The Mexican-American War ended 175 years ago: How did Mexico lose half its territory?

The United States came close to annexing the whole Mexican territory after the war. This is how they got half of it

Pintura de tropas estadounidenses disparando desde las rocas de la colina situada bajo el Castillo de Chapultepec, una fortificación a las afueras de Ciudad de México, en 1847.
A painting of American troops firing from rocks on the hill below the Castle of Chapultepec, a fortification outside of Mexico City, in 1847.Buyenlarge (Getty Images)
Alonso Martínez

The Treaty of Guadalupe Hidalgo officially put an end to the Mexican-American War 175 years ago. The invasion of Mexico by the United States Army followed the annexation of Texas in 1845, and lasted for two years. Major General Winfield Scott captured the capital Mexico City in September 1847, which led to peace negotiations. The conditions included the requirement that Mexico would cede 55 percent of its territory, including the present-day states of California, Nevada, Utah, and most of Colorado, New Mexico, and Arizona. Mexico also had to relinquish all claims to Texas, recognizing the Rio Grande as its northern boundary. In turn, the U.S. paid $15 million.

The Treaty of Guadalupe Hidalgo brought about significant border changes and marked a new era for both the U.S. and Mexico. However, why did Mexico have to cede half its territory?

Reasons for the Mexican-American War

Instability in northern Mexico and American expansionism under President James K. Polk, who had successfully annexed the then-Republic of Texas and the Oregon Territory, led to the Mexican-American War. After the annexation of Texas, Polk sought to acquire the Mexican territory of Alta California and Santa Fe de Nuevo México and sent John Slidell, a representative, to Mexico City with an offer of $25 million to the Mexican government, proposing the acceptance of the Rio Grande border in Texas and ceding the provinces of Alta California and Santa Fe.

At that point, Mexico had not yet recognized Texas’ independence. In México, President José Joaquín de Herrera was viewed as a traitor for considering the peaceful settlement of the Texas matter with Slidell, and he was deposed. His successor, Mariano Paredes y Arrillaga, reaffirmed México’s claim to Texas.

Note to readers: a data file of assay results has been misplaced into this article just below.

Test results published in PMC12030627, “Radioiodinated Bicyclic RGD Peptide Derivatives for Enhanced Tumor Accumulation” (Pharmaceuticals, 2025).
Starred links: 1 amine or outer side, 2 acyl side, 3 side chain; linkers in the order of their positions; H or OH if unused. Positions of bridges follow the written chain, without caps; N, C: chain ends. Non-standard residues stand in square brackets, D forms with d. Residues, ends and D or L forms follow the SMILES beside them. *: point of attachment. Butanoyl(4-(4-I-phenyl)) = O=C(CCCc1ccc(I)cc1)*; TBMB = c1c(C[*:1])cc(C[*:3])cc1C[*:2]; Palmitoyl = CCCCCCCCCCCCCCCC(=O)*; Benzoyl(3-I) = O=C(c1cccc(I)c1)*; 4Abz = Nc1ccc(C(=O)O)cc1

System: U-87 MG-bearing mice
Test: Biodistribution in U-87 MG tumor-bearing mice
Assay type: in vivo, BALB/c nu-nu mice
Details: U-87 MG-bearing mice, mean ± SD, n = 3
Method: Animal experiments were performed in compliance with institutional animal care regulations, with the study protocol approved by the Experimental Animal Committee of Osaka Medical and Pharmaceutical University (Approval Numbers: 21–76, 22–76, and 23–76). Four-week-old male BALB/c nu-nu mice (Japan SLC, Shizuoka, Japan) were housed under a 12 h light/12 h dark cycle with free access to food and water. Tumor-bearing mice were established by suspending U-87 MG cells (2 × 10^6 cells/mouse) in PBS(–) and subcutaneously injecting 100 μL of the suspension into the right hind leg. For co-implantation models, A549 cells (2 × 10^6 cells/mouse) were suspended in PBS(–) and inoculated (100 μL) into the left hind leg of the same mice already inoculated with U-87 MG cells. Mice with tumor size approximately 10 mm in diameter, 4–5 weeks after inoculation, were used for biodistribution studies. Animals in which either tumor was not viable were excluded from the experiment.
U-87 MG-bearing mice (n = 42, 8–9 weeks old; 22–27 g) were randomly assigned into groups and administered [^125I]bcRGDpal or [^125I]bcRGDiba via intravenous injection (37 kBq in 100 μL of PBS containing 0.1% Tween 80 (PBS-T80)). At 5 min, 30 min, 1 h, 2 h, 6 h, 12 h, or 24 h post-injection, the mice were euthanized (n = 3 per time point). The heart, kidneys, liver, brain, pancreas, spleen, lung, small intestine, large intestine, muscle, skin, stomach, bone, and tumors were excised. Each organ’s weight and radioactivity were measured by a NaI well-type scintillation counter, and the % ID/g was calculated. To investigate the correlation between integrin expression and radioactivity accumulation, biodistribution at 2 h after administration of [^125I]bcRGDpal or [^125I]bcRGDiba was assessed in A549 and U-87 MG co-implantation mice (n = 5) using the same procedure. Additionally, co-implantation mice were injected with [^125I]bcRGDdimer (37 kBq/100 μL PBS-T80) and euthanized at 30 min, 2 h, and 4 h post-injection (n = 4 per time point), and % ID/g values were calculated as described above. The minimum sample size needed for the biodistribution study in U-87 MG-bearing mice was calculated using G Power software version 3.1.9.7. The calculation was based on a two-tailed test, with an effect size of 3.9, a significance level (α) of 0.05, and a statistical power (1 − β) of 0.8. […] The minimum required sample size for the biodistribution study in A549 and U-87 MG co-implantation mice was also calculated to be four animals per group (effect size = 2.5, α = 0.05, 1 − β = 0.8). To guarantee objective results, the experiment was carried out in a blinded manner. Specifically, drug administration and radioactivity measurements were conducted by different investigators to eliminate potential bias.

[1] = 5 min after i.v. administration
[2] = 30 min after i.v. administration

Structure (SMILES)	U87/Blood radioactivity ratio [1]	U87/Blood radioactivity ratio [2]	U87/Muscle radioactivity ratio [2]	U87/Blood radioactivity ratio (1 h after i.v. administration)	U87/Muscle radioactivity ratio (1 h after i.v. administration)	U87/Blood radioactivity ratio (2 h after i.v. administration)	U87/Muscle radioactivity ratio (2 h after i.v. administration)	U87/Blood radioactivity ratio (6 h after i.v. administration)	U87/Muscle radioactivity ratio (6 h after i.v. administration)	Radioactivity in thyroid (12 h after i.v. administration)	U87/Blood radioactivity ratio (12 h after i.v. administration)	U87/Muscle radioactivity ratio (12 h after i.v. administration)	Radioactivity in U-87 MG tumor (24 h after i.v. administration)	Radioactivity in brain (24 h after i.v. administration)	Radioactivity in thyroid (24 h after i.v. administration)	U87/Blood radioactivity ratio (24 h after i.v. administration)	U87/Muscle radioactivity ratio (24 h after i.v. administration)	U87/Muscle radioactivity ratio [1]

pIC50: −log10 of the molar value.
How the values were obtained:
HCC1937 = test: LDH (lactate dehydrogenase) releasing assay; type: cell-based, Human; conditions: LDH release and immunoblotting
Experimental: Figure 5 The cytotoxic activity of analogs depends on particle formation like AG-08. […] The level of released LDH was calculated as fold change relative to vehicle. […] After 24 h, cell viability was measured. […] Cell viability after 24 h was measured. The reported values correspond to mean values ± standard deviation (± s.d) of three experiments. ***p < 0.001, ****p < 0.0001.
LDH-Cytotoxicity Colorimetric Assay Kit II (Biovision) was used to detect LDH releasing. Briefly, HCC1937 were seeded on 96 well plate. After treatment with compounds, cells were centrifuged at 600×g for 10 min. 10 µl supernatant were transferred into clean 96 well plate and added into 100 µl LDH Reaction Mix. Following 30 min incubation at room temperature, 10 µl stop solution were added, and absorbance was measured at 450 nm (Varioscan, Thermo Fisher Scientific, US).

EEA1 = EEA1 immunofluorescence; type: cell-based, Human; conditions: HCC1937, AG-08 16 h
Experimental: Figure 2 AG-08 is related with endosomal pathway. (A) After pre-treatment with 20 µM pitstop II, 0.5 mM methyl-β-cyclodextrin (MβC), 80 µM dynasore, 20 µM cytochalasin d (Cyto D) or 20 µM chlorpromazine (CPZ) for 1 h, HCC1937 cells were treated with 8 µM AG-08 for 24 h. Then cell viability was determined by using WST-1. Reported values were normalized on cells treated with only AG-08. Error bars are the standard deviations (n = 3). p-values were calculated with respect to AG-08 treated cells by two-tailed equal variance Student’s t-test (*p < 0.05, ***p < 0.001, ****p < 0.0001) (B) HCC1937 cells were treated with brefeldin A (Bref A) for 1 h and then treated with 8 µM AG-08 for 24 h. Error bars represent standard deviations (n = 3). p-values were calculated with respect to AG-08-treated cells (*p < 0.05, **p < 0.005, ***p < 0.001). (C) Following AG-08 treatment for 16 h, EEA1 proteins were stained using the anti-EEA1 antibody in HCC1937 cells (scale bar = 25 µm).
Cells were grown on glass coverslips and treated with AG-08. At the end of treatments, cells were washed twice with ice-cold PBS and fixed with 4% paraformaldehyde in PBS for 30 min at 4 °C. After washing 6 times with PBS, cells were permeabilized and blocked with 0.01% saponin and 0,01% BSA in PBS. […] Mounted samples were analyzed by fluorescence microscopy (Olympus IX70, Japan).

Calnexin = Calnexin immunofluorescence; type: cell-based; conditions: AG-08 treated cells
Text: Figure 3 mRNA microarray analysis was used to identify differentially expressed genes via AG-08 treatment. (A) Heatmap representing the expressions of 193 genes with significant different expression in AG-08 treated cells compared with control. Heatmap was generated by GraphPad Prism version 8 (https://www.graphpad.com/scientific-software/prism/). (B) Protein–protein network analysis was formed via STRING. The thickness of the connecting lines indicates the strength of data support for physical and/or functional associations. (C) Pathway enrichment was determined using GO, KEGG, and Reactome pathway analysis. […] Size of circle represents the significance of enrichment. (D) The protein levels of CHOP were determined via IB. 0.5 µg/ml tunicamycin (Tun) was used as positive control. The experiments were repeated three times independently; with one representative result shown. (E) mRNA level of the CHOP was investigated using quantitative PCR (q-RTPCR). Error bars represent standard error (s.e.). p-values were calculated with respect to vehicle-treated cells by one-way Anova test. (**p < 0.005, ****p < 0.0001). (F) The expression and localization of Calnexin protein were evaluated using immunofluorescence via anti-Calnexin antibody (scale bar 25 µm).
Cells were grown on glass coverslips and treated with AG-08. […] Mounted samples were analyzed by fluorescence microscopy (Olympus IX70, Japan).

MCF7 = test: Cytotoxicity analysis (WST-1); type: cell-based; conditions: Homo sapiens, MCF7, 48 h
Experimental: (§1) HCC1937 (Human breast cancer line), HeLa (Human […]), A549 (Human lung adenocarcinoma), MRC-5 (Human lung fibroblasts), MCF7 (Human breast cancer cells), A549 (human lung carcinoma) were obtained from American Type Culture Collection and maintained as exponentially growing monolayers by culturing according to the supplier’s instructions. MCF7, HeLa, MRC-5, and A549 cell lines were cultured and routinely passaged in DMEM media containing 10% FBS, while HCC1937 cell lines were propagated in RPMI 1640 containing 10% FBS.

President Polk ordered General Zachary Taylor, who had previously been sent to Texas to protect the disputed land, to advance to the Rio Grande. Ulysses S. Grant, then an army lieutenant in Taylor’s army, later revealed that the goal was to provoke the outbreak of war without attacking first, in order to weaken any political opposition to the war. By then, several members of the government were against the war with Mexico and the acquisition of its territory, including the Whigs. In fact, the war became a partisan issue and played a role in the origins of the American Civil War.

American advances were met with Mexican attacks. Polk declared war, citing that “Mexico [...] has invaded our territory and shed American blood upon the American soil.” A freshman Whig Congressman from Illinois, Abraham Lincoln, challenged that assertion, calling it “a bold fascination of history.”

President Paredes issued a declaration of a defensive war on April 24 and a manifesto on May 23, 1846, which some considered the beginning of the war. The Mexican Congress declared war on July 7, 1846.